Posts Tagged ‘nirvana unplugged’

The Atlantic Gets It Mostly Right On Nirvana Unplugged

December 16, 2013


Earlier this week, The Atlantic published an article commemorating the 20th anniversary of the airing of their MTV Unplugged in New York (Unplugged) album. It provides a great overview of the concert, some of which is transferred to the album, and some of which is only visible on the live show. However, I believe the author gets it wrong, as most do, when it comes to the subject of Kurt’s solo performance of “Pennyroyal Tea” (video above).

If you listen to the banter before the song, you could surmise that the solo rendition of the song was a spur of the moment decision made by Kurt, and the band was in such a bad place by then, that they had no choice but to listen for fear of a public melt-down. That is not the case, at all, though. Certainly, Nirvana was in a bad place. Dave had already been looking into a new band (what would become Foo Fighters) and Kurt had talked in interviews about a life after Nirvana. The album containing “You Know You’re Right”, assuming it would have been completed, could have easily been their last. However, this tiny exchange was not a micro-cosm of the bigger problems.

Nirvana had planned to play “Pennyroyal Tea” as a Kurt solo. They rehearsed it solo. The author of the Atlantic article jumps to several wrong conclusions.

Watching the video of the performance only heightens the effect. At the end of the first song Kurt looks at the camera and gives a gnarly forced smile. He later told the producers to make sure it was edited in because, “My manager tells me I need to smile more.” It’s a rare glimpse of humor from an agitated and prickly soul. Even Kurt’s closest allies seem wary of him. Dave Grohl sits quietly throughout, with only a stripped-down kit and a pair of brushes to protect him from Kurt, who repeatedly spins around on his chair and glares at the drummer over hunched shoulders. At one point Kurt passively tells Grohl to not play on “Penny Royal Tea,” [sic] saying, “Am I going to play this, alone?” Dave immediately understands that it’s not a question but a command and lays down his brushes on his snare: “Do it alone.” Grohl then nervously turns to guitarist Pat Smear, asking, “Do you have a smoke, Pat?”

Kurt goes on to play the very personal song alone with his eyes closed. As it ends Grohl shouts out “That was really great!” Kurt responds, “Shut up.” It’s a sore moment revealing a singer uncomfortable in his own skin, through addiction and depression, and a friend who seems to only want him to pull through.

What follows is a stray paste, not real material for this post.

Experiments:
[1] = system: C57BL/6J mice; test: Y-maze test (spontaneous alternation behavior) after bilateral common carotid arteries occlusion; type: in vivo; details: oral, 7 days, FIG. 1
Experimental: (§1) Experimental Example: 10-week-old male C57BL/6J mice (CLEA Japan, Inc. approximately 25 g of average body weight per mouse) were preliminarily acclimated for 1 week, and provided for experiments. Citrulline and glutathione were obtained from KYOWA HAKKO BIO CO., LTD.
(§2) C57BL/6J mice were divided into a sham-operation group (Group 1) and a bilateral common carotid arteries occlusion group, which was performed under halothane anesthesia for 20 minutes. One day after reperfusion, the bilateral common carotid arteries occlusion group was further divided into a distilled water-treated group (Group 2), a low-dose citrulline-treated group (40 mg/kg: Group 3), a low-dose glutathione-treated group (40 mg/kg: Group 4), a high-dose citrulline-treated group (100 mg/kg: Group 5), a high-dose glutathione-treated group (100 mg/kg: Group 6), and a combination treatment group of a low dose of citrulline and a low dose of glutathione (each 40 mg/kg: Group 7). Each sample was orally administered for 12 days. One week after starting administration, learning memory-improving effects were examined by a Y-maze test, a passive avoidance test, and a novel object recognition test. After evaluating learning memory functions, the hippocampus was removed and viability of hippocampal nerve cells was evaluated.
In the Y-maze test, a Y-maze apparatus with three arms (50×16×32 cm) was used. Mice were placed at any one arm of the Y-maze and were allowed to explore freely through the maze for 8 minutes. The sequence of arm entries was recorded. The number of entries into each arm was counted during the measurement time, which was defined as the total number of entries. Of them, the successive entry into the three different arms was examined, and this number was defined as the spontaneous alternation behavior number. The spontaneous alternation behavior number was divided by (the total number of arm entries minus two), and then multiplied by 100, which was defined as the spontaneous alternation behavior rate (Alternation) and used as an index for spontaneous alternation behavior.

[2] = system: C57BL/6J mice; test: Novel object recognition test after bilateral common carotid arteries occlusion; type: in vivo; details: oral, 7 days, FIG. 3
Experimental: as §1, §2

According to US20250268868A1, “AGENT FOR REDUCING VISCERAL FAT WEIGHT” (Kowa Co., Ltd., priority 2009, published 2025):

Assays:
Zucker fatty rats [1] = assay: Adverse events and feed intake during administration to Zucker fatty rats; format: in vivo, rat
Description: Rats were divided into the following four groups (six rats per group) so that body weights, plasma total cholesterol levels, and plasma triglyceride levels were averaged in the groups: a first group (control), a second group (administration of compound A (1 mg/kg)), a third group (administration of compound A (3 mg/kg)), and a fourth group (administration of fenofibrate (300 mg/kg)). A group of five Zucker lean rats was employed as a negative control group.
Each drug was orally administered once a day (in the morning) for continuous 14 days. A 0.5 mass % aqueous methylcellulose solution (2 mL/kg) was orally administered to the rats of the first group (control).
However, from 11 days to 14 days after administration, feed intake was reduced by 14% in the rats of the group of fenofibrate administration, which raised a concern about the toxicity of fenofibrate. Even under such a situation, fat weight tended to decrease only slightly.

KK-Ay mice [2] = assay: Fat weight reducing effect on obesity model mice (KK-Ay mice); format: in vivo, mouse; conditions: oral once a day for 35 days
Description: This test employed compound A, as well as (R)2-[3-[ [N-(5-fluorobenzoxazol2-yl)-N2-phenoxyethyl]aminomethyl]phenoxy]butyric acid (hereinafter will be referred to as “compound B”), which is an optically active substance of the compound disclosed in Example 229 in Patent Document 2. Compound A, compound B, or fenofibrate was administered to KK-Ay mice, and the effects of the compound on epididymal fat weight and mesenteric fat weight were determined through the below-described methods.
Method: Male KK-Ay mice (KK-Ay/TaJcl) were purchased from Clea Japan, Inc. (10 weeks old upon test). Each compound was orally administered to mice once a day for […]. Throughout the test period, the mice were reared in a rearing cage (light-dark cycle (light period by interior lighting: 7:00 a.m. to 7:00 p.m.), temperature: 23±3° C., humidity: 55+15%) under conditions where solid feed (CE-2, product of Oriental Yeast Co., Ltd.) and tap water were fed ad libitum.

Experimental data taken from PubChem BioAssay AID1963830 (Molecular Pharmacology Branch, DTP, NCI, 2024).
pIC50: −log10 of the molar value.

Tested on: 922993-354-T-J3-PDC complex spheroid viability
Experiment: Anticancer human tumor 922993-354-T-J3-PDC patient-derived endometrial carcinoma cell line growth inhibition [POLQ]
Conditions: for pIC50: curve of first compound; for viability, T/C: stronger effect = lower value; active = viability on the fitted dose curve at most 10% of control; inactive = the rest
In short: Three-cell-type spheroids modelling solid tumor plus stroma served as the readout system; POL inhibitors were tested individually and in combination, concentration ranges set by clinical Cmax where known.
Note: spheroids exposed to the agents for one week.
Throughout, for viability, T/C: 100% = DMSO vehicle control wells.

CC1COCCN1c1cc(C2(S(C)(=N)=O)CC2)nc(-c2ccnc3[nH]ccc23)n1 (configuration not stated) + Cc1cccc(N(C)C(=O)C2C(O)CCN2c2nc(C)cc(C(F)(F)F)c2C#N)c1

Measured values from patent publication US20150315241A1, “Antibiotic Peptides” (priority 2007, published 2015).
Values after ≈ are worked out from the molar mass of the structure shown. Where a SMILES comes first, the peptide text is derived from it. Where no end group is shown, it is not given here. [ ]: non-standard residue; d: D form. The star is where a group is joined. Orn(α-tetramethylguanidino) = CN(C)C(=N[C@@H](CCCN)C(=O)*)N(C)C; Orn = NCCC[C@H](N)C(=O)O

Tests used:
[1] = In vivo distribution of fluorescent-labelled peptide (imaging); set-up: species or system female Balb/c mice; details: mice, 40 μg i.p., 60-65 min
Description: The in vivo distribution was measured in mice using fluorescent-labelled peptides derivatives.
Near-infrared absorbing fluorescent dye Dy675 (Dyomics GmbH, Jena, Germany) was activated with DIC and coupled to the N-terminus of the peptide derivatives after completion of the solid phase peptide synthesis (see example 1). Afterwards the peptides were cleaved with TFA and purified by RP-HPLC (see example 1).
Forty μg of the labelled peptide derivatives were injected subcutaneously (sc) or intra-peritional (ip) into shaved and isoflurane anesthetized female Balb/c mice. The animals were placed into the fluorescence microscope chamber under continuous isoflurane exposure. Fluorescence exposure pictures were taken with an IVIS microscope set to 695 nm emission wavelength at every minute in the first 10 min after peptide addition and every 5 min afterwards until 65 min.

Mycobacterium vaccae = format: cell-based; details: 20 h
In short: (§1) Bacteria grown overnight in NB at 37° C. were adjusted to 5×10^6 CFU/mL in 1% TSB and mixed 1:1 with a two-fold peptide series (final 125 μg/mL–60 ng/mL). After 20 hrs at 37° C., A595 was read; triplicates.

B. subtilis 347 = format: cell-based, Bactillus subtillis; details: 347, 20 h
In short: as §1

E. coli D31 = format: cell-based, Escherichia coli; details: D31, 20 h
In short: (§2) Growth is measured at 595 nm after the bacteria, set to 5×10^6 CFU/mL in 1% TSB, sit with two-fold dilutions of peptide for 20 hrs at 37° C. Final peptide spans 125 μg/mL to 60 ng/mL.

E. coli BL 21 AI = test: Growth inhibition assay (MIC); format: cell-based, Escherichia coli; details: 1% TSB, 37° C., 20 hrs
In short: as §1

The “nervous” conversation between Grohl and Kurt was more of a “should I really do this by myself?” with Dave answering “sure, why not”. The only question was if Pat would also help singing backup vocals.. As you can see from the setlist, it was always going to be jsut Kurt and Pat. The insecurity of Kurt show throughout the show. Right before he played “Pennyroyal Tea”, he starts of “The Man Who Sold the World” by saying that he “could screw it up” and after the song was over, with almost a surprised relief, he states “I didn’t screw it up, did I? OK, but here’s another one I could screw up…”

He then launched into “Pennyroyal Tea”. The song was rife with errors. He screwed up the second verse and subsequently, the second chorus. He also screwed up the chorus in the third verse. He did not screw up the guitar solo by not doing it. It was planned that he would not do it. Perhaps, it was a sign of his insecurity, perhaps he just didn’t feel like playing it. We’ll never know. He knew he screwed the song up, and Dave knew it as well. It seems that Dave was trying to ease the tension and anger Kurt felt after that performance.Kurt also did not, as the article states, play the song with his eyes closed. He played it the same way he played every other song during the performance.

Going into the Unplugged concert, Kurt was really nervous and anxious. There were at least two reason for this. This would be a stripped down set where everything would be exposed, and Kurt was keenly aware of his limitations on guitar; which is why Pat Smear was added to the lineup. The anxiety was also because of the setlist they chose. Nirvana had seen other bands play this concert and they were disappointed that they would play their hits. No one in Nirvana thought it was the proper venue to do that. There was a lot of pressure on Nirvana by this point. They decided to do the “Unplugged” concert because “In Utero” had not reached the commercial success of “Nevermind” and they weren’t selling out arenas anymore. “Unplugged” was a last ditch effort to breathe some new life into the band. All of this played into Kurt’s attitude and demeanor during the show.